There’s a new arms race heating up in the Eastern Conference.
The Brooklyn Nets have added Kevin Durant, Kyrie Irving, and DeAndre Jordan. Kemba Walker is tasked with filling the void Irving left for the Boston Celtics. Al Horford is pulling a reverse Ray Allen, joining a fierce playoff rival (Philadelphia Sixers) after giving them the blues. Jimmy Butler is finally a member of the Miami Heat. I think.
We still don’t know what Kawhi Leonard is doing yet.
Floating ever-so-quietly under the radar is the Indiana Pacers. It’s easy to forget they were actually better than the Celtics and Sixers for a large chunk of last season before losing Victor Oladipo for the rest of the way. The Pacers stifled opposing offenses but struggled to score once he went down. Their first-round showing was closer than the underwhelming result, but it set up this summer.
The Pacers entered the offseason with draft capital and north of $30 million in cap space, though Tyreke Evans’ NBA dismissal and plenty of key free agents clouded the possibilities.
They haven’t made a superstar splash, but they’ve rounded out their roster with smart signings and calculated trades. They’re ready to resume their hot play from the first half of 2018, and hopefully turn that into a deep run in the wide-open East.
REVAMPING THE FRONTCOURT
The Pacers began their retooling process during the draft period. With forever-underrated Thaddeus Young set to hit the market, the Pacers were proactive in their quest for frontcourt depth. First, they acquired Suns forward TJ Warren and the 32nd overall pick in what was essentially a salary dump. (Young eventually signed a three-year, $41 million deal with the Chicago Bulls.)
Warren is coming off the most efficient season of his young career, averaging 18.0 points with a 49/42/81 shooting split. The spike in three-point shooting is the most intriguing development of his game, as he went from not taking (or making) threes to knocking them down at an elite rate. Even if that clip slightly dips next season, Warren can provide the Pacers with a much needed three-level scoring threat.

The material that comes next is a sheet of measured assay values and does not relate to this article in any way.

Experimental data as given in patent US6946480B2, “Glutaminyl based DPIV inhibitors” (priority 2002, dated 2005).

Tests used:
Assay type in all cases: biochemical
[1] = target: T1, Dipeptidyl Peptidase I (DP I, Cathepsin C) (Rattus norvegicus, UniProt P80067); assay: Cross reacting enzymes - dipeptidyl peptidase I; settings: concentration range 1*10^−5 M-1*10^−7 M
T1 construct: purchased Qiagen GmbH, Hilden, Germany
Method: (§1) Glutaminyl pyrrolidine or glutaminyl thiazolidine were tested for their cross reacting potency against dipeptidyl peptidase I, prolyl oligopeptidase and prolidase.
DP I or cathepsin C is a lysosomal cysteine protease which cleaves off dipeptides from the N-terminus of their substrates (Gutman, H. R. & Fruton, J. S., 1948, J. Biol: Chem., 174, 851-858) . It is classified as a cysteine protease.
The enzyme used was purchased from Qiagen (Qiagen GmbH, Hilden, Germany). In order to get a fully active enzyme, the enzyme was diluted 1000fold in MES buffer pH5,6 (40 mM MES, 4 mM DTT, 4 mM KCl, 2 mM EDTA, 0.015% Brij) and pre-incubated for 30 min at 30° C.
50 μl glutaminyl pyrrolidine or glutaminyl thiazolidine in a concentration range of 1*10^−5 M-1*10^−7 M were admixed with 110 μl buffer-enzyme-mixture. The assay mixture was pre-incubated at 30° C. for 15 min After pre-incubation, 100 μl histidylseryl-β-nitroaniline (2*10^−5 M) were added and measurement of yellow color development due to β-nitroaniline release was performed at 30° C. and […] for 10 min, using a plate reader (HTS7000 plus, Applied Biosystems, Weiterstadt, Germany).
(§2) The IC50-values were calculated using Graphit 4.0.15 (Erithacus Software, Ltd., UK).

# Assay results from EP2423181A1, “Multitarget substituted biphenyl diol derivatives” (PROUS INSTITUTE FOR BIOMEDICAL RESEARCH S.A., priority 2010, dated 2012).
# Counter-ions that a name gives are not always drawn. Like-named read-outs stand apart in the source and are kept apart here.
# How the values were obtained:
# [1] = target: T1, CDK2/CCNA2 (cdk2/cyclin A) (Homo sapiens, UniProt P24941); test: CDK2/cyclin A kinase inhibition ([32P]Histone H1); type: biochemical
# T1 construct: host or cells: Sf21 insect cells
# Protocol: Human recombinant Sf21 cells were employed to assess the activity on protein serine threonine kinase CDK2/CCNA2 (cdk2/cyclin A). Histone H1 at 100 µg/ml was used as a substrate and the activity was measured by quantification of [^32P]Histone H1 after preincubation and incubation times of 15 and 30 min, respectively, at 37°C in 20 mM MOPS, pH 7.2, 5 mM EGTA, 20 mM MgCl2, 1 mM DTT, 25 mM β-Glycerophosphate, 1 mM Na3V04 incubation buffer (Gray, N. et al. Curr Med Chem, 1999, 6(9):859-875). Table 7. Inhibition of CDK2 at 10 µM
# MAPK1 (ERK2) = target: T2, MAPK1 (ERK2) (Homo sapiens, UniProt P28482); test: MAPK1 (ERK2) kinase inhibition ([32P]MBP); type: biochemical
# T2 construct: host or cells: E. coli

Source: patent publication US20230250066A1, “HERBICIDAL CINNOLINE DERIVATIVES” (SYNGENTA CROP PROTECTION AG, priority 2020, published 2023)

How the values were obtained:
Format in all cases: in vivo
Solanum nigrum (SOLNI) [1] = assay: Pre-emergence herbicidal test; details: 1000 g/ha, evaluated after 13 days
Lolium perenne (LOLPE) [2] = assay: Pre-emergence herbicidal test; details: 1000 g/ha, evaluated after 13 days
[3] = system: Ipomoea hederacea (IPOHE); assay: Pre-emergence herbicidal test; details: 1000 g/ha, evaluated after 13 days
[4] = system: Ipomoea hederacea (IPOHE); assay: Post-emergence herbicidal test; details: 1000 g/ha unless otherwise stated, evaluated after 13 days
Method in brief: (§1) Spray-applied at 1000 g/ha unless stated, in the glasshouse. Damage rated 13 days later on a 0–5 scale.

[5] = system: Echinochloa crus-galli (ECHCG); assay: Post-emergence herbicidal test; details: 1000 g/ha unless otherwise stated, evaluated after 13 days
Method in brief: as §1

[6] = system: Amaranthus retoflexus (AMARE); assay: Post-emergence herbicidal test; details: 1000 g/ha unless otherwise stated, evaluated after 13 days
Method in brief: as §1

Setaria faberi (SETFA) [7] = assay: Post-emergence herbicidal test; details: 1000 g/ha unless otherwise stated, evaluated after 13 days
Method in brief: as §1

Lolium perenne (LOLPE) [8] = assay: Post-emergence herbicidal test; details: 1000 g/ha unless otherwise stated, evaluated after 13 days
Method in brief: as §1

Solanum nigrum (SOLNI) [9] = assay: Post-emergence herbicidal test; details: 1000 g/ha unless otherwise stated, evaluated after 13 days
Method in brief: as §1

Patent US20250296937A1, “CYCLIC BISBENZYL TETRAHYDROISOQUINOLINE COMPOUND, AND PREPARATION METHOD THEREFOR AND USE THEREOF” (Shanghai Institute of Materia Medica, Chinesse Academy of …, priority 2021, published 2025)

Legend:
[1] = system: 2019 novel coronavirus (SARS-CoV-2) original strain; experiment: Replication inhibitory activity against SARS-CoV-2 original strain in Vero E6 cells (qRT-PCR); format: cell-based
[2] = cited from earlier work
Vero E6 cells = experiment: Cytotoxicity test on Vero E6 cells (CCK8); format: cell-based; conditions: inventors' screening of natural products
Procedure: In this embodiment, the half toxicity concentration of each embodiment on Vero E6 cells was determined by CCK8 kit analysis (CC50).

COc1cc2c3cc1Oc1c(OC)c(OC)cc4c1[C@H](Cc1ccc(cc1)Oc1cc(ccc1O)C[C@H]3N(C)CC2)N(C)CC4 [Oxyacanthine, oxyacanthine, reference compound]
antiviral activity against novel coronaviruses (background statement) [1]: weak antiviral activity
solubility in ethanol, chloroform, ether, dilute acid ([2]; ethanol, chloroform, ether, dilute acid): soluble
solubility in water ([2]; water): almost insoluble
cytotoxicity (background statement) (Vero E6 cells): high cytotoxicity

They’ll need that wherever they can find it after shooting swingman Bojan Bogdanovic left for the Utah Jazz.
The Pacers also drafted Goga Bitdaze with the 17th overall pick. He’s a skilled offensive giant that doubles as arguably the best rim protector in this year’s class. The talent is there for him to carve out a 12-15 minute role, though juggling frontcourt minutes with him, Warren, Domantas Sabonis, and Myles Turner could be tough.
FINDING AN OLADIPO PARTNER
It was widely expected that the Pacers would go after former Utah Jazz point guard Ricky Rubio once free agency began. That essentially spelled the end of Darren Collison’s tenure in Indiana, though backup Cory Joseph was allowed to walk as well.
Surprisingly, Collison one-upped us all by retiring despite reported interest from the Chicago Bulls and others.
Then, the Pacers unexpectedly reversed course on Rubio and swung a sign-and-trade for Milwaukee Bucks restricted free agent Malcolm Brogdon, sending a first rounder and two second rounders to the Bucks after he agreed to a four-year deal worth $85 million.
Brogdon projects to be a fantastic fit alongside Oladipo. His ability to space the floor at an elite level (42.6 percent from three last season) will open up driving lanes. He isn’t a traditional point guard, but he can soak up some usage as a secondary ball handler and attack bent defenses. There’s a lot of overlap with Oladipo, but in an intriguingly versatile way rather than a “cancels each other out” way.